The low use of antiplatelet therapy within our cohort is all the more concerning because there was a high prevalence of atherosclerotic risk factors. The low use of antiplatelet therapy among patients at risk for cardiovascular events was recently demonstrated in 2 separate studies by Hirsch et al.14,23 Even more troubling was the similar rate of reported use of antiplatelet therapy among our PAD and non-PAD patients. Reasons for this may include the patients' lack of understanding of the function of their medications or the physicians' lack of awareness of the presence of disease. In addition, physicians may not be fully aware of the medications that all patients with PAD should receive unless there is a contraindication. The finding of a reduced ABI in clinic patients could alert clinicians about the possible presence of PAD and prompt them to increase the appropriate use of antiplatelet therapy. From our data, it does not appear that the clinicians' awareness of the presence of atherosclerotic risk factors (eg, smoking, DM, and hypertension) results in the appropriate use of antiplatelet therapy.

Finally, an additional reason to use the ABI as a screening tool for patients at risk for PAD is the improvement of their overall quality of life. Concerns about quality of life are important when considering any chronic illness. Patients with PAD experience both disease-specific functional limitations and overall reduced quality of life.23 By using the ABI, physicians can identify patients with functional limitations (ie, intermittent claudication or atypical leg symptoms) due to PAD and prescribe exercise rehabilitation. Exercise therapy has been shown to improve pain-free walking distance and maximal walking distance in patients with symptomatic PAD.24-27 Exercise therapy also has the potential to favorably impact other cardiovascular risk factors. The limiting factor for this therapy is that it is most effective when supervised or when used by a highly motivated patient.27 Additional work is also needed to determine the benefits of exercise therapy and the interventions necessary to increase its use in patients with PAD.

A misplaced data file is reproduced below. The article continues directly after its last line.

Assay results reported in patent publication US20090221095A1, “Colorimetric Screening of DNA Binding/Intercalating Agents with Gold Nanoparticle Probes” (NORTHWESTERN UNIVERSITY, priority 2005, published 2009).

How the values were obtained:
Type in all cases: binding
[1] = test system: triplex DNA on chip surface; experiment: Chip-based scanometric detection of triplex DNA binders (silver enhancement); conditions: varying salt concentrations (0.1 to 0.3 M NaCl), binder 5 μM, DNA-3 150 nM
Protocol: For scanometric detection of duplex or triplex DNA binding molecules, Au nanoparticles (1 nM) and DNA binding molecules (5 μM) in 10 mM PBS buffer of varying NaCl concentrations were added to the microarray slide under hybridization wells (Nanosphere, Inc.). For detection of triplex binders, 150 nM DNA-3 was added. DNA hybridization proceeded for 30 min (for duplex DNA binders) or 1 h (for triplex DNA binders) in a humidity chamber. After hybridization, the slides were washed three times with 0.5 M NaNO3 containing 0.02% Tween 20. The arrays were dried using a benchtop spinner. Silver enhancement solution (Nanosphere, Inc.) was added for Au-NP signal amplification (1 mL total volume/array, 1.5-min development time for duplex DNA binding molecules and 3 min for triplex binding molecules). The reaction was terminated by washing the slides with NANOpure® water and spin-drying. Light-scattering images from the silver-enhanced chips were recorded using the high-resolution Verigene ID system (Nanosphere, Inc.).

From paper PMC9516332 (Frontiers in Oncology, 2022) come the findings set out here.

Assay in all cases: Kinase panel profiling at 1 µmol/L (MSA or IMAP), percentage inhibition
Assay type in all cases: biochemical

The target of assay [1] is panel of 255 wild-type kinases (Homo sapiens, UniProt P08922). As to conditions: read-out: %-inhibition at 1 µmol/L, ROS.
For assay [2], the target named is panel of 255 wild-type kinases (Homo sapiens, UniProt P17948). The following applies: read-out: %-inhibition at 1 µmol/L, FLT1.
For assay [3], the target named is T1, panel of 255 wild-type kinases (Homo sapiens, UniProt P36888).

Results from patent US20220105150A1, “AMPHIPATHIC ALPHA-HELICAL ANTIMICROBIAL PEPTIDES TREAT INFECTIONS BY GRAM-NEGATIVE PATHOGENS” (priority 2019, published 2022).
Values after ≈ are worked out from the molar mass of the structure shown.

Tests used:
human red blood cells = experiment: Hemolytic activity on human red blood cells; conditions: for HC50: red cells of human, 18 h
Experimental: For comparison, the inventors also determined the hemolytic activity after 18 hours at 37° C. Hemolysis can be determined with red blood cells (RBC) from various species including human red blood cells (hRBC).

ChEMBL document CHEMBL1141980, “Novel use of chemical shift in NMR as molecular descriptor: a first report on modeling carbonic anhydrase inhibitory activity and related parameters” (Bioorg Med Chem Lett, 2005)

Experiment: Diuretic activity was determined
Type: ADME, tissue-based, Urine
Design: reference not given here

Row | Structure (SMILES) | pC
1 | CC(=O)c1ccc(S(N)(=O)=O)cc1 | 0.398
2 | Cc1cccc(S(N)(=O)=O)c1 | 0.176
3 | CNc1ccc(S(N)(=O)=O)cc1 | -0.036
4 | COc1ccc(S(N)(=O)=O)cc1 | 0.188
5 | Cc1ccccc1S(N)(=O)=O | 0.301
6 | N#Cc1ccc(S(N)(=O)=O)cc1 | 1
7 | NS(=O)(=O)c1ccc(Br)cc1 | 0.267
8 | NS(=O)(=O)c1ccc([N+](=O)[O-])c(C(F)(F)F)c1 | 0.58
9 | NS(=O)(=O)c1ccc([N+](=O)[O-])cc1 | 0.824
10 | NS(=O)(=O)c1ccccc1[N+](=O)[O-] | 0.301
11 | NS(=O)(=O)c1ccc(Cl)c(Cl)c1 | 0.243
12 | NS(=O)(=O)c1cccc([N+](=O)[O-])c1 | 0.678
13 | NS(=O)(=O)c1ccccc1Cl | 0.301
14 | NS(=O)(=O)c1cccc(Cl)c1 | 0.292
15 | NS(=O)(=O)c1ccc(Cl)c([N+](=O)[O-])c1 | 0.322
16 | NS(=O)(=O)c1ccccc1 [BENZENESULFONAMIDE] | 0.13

Limitations of this study include those of cross-sectional designs and their inability to assess causal association. However, this design was appropriate for determining the prevalence of disease within our study population. While our population did not include patients from higher-income households, the information gained from this small study can be used to design a larger study that will include patients from diverse socioeconomic backgrounds. Also, we did not have chart information to validate our findings, but self-report of many atherosclerotic risk factors has been used in prior epidemiologic studies. The information we provide should heighten physicians' awareness of the prevalence of PAD among patients who are routinely seen in a primary care setting.

Peripheral arterial disease is a common illness with associated morbidity and mortality that spans across several ethnic groups and is higher in African Americans than in whites and Hispanics. The disease often remains unrecognized because physicians' and patients' awareness of the possibility of the disease, and of the need for an ABI, still mostly depends on symptoms, notably intermittent claudication. One key point is that the primary care physician and/or support staff can perform the ABI. Patients older than 55 years who are African American or have a history of smoking, DM, or hypertension should be considered for ABI screening in addition to being older and African American. As the population ages, the prevalence of PAD will increase along with its associated complications. Continued efforts are needed to increase physicians' and patients' awareness of PAD and its management.

Corresponding author and reprints: Tracie C. Collins, MD, MPH, Department of Veterans Affairs, 2002 Holcombe Blvd (152), Houston, TX 77030 (e-mail:

Accepted for publication September 16, 2002.

This study was supported by the Robert Wood Johnson Minority Medical Faculty Development Program and by the Houston Center for Quality of Care and Utilization Studies, Houston Veterans Affairs Medical Center.

This study was presented in part at the 20th Annual Meeting of the Veterans Affairs Health Services Research and Development Service, Washington, DC, February 14, 2002.

The views expressed in this article are those of the authors and do not necessarily represent the views of the US Department of Veterans Affairs or Baylor College of Medicine.